Valdosta Daily Times


December 12, 2013

‘Caring for a Dying Patient’

Caregiver shares experiences in book

VALDOSTA — Working as a caregiver, Brenda Vickers Johnson has witnessed more than 2,000 deaths during her career.

To cope with these experiences and to help other caregivers, Johnson began writing down her thoughts on caring for the dying and recognizing and responding to their needs.

These recollections have become the book, “CNA and Caregivers: Caring for a Dying Patient,” available in two editions — the school edition and “Christian Focus Based on Christian Belief.”

“Being aware that the information on how to care for a dying patient at bedside does not exist for a caregiver, I decided to write on the subject because there is a need for the information,” Johnson says. “When I started documenting in 2004, my intention was to write only one book. As time passed, I began to realize that I had information for many different topics.”

She says certified nurse’s aide books and registered nursing books focus on how to treat and manage the body of a dying person, but these books do not address how to recognize and manage the signs and symptoms of a dying person nearing the end. She wants her books to fill this void.

Johnson’s book “allows the caregiver to think about a situation and how it may be handled before it occurs. For example, when the heart slows down, the lungs usually start filling with fluids resulting in respiratory distress,” Johnson says. “There are comfort medications that can help manage these symptoms and they are usually needed; however, there are also simple things any caregiver can do to help resolve the respiratory distress that does not involve medication. For example, if the patient’s lungs are already wet or you can hear the death rattle the person does not need humidified air. Pour the water out of the water container. As a person transitions toward their last breath, their needs change. The body shuts down in a systematic way because of that there are some things that can be anticipated and prepared for in advance in enabling a more comfortable transition for the person dying, family and caregivers.”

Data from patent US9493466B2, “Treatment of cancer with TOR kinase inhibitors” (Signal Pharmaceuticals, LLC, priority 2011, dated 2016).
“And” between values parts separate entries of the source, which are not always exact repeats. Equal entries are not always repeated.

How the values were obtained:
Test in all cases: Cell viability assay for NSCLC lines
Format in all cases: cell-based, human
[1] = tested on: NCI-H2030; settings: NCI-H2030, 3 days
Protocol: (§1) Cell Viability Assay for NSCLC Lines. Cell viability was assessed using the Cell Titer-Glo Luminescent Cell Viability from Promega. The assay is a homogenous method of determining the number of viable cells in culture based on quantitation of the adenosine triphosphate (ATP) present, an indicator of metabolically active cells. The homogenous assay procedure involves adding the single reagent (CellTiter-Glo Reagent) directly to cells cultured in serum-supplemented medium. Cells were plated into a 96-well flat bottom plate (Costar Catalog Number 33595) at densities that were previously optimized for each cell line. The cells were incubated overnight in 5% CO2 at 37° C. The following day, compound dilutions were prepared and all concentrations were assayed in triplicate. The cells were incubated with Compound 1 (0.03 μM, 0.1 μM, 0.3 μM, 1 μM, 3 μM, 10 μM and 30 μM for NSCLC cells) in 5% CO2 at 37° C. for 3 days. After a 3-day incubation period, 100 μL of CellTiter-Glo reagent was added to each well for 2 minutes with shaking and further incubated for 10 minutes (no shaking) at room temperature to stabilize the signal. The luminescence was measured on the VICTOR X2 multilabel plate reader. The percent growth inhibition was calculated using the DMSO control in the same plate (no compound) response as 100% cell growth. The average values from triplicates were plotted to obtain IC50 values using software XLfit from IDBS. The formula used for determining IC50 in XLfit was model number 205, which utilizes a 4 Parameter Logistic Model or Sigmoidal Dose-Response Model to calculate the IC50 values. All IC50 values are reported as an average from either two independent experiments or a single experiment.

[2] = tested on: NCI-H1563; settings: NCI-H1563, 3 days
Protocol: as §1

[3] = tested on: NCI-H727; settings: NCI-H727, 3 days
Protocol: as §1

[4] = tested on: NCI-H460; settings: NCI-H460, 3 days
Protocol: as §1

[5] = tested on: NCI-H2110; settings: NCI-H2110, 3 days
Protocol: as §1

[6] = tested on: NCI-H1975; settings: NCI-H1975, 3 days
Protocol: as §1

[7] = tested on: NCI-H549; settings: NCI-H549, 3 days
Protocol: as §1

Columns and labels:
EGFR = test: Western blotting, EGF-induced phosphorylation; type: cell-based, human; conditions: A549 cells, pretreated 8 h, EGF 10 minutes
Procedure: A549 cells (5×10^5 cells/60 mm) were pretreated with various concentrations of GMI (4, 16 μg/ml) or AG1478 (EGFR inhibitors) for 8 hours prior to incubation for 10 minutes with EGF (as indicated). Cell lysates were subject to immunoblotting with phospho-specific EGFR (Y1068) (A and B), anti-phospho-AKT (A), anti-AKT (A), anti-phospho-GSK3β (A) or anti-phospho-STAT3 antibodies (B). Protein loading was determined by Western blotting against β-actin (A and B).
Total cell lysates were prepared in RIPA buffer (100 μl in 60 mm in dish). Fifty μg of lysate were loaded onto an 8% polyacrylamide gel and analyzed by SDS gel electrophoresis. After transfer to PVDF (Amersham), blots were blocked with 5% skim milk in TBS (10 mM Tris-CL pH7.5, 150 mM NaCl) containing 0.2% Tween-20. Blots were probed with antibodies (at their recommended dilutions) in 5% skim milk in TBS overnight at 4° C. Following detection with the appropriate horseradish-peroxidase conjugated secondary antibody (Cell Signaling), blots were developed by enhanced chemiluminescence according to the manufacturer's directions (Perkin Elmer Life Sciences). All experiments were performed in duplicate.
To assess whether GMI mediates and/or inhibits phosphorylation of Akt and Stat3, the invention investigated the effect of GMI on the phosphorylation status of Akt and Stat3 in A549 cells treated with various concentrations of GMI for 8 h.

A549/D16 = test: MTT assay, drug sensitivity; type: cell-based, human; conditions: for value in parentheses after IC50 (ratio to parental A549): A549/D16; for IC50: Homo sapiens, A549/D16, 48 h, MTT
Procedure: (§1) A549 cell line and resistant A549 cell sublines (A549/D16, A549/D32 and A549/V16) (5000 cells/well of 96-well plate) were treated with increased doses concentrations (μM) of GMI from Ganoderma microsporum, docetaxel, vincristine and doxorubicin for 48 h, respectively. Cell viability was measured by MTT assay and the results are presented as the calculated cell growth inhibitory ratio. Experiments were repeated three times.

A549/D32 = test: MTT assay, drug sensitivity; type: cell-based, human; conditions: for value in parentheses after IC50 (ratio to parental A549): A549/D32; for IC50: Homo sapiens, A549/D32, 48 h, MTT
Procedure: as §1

Though she has lived in the Dallas, Texas, area since 2000 and works as a hospice nurse and a community liaison for Angel Care Hospice in Richardson, Texas, Johnson is from Valdosta.

She is the daughter of Valdosta City Councilman Joseph “Sonny” Vickers. The oldest of four children, she attended Valdosta and Lowndes County schools. She attended Valdosta State.

In 1978, her mother, Jacqueline L. Vickers, died. The loss of her mother led to her career choice of caregiver.

She is adjusting to the additional career choice of author.

Johnson will return this weekend to Valdosta to sign her book. She tries returning home every two or three years.

She has written her next book, “Dying Truth,” scheduled to be published in March. She is also writing a children’s book that explains the dying process in a simple manner.

Through these books, Johnson hopes to promote understanding.

“The most difficult (aspect) for me is getting people to understand and accept the facts as they exist while helping them deal with their emotions,” she says. “My faith and belief help me cope with caring for the dying.”

Johnson also wishes people would remember to find forgiveness and say what needs saying at the end.

“We are a spirit, we have a soul and we live in a body. The body is dying and has the disease. Even if the person in a coma has Alzheimer’s or dementia, on their deathbed remember the body has that condition not the spirit and soul. At end of life at a certain point, the body is no longer in control; a person’s cognitive abilities are sharper than ever on their deathbed regardless of how they appear.”

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